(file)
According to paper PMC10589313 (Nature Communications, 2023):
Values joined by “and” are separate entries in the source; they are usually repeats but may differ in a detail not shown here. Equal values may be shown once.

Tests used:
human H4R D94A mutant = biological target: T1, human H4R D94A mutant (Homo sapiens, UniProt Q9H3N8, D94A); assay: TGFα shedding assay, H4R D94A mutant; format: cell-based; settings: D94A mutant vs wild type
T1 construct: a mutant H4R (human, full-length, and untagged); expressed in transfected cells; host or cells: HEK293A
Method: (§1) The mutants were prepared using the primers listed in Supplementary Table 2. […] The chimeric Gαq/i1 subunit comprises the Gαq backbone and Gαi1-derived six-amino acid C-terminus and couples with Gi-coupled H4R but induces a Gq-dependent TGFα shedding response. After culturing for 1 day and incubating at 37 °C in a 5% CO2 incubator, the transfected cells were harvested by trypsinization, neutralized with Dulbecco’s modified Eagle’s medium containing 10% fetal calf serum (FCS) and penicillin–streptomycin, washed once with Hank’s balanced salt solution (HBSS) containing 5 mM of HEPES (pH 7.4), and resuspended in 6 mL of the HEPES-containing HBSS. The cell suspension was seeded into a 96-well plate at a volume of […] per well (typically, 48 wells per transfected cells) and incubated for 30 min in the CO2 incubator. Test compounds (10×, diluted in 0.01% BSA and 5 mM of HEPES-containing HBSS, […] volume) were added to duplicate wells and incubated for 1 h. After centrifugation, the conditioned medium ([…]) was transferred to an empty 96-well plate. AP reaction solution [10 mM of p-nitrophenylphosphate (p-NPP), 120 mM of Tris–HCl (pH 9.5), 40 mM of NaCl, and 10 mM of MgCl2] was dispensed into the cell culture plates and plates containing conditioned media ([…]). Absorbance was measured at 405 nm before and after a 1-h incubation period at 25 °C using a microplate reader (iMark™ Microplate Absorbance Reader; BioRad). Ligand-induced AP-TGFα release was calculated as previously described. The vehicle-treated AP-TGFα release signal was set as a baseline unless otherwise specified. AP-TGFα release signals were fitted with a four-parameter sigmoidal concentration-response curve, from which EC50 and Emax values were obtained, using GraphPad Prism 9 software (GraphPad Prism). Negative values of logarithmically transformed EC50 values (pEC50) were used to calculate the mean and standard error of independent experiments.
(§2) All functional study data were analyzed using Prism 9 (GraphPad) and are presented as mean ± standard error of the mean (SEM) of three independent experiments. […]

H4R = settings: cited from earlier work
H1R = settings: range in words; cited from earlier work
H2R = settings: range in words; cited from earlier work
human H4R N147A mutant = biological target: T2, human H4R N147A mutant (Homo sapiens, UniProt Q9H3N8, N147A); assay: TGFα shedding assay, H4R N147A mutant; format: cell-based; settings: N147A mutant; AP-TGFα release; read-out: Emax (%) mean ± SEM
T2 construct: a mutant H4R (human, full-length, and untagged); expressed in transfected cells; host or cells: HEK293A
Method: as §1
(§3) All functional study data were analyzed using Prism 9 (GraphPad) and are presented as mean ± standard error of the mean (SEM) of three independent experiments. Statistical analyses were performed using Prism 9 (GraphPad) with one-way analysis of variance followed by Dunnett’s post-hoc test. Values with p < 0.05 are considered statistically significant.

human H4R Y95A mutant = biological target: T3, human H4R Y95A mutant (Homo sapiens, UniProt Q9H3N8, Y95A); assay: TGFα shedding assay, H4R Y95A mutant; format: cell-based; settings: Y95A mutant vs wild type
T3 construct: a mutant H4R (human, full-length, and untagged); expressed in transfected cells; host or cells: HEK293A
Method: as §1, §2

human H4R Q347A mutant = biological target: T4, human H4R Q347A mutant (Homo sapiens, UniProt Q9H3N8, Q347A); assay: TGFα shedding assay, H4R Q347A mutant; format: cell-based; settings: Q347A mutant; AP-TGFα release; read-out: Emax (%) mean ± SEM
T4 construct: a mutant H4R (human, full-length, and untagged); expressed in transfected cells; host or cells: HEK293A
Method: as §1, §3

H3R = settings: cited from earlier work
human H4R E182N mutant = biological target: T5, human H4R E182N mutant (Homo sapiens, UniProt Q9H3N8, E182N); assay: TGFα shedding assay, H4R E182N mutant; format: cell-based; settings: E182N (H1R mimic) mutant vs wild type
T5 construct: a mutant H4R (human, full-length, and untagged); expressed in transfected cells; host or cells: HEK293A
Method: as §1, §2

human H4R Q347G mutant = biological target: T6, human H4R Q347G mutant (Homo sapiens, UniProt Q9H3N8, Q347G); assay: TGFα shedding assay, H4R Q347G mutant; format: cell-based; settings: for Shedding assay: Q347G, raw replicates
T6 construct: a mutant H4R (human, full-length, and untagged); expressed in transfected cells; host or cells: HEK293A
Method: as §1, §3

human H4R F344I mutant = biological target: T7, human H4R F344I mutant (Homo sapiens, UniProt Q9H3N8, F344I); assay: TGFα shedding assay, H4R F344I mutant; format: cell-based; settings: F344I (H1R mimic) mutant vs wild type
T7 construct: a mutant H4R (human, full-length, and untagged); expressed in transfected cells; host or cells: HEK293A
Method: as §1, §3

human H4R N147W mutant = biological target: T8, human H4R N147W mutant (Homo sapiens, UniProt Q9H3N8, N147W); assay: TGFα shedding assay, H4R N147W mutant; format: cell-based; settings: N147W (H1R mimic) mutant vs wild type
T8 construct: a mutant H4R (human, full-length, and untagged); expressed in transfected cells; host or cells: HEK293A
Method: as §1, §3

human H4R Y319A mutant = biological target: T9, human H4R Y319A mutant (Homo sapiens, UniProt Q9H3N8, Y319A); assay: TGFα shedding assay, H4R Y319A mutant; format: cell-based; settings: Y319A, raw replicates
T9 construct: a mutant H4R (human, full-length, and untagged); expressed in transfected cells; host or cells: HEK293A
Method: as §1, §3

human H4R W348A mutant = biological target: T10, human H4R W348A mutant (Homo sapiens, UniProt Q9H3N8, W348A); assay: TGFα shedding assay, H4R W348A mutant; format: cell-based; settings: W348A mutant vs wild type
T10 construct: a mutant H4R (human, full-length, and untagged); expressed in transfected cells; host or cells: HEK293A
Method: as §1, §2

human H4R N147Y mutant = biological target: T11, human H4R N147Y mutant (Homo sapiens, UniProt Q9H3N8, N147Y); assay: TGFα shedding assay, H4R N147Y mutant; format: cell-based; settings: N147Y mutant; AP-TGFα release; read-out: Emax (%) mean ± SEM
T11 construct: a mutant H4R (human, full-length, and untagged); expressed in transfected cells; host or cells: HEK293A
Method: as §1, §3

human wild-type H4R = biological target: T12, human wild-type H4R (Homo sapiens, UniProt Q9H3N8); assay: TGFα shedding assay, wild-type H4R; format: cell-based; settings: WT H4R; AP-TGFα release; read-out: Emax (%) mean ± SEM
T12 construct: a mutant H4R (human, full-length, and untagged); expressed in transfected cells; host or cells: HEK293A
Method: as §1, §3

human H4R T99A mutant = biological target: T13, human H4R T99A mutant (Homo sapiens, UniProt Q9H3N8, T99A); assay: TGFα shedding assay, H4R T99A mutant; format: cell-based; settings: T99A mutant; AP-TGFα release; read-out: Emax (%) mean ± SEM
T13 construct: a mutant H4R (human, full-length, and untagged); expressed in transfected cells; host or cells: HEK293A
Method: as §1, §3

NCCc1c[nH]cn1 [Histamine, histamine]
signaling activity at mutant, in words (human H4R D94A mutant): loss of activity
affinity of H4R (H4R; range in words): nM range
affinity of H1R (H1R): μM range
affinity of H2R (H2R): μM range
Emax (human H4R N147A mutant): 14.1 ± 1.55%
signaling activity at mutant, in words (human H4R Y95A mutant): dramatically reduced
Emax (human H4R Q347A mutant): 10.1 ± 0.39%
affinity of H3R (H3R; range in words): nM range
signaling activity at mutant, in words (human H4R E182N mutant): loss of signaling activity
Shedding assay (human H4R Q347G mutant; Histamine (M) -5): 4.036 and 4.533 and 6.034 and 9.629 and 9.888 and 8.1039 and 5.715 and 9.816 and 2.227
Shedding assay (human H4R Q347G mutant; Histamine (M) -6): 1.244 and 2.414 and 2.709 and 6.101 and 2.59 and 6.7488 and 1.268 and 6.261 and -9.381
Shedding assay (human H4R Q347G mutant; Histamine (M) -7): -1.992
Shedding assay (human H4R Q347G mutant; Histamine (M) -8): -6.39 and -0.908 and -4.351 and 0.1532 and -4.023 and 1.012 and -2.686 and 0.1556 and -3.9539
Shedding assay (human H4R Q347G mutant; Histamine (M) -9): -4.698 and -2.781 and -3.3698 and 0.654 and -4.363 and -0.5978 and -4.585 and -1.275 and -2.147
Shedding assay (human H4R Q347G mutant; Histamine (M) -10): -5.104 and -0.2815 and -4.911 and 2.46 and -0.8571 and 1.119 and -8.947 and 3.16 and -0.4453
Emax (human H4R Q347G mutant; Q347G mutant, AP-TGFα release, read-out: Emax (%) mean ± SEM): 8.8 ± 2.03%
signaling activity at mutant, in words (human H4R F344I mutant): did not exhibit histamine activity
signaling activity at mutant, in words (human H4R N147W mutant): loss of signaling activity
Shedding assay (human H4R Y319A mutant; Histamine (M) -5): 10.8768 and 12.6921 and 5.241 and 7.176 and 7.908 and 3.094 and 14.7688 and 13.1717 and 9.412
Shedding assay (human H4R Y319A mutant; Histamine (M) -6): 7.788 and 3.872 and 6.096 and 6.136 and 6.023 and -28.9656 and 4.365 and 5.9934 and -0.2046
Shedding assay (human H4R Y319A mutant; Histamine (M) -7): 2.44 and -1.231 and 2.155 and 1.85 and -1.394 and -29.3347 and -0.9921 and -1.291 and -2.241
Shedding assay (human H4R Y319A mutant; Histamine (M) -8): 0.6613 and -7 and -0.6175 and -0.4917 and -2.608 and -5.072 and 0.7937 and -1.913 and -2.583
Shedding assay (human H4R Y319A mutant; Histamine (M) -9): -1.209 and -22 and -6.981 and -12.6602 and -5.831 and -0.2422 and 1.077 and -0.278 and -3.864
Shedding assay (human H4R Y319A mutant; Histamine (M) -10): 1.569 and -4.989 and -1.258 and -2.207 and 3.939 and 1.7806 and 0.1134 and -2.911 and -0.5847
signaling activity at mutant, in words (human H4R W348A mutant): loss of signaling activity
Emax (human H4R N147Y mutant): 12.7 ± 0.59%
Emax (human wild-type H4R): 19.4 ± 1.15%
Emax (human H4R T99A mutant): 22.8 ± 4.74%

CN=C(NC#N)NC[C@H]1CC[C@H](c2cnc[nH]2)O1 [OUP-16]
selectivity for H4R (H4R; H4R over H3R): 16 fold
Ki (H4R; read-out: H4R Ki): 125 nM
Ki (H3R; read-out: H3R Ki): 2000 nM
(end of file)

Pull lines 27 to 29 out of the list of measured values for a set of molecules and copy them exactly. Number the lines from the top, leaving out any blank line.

Method: as §1, §3

human H4R F344I mutant = biological target: T7, human H4R F344I mutant (Homo sapiens, UniProt Q9H3N8, F344I); assay: TGFα shedding assay, H4R F344I mutant; format: cell-based; settings: F344I (H1R mimic) mutant vs wild type
T7 construct: a mutant H4R (human, full-length, and untagged); expressed in transfected cells; host or cells: HEK293A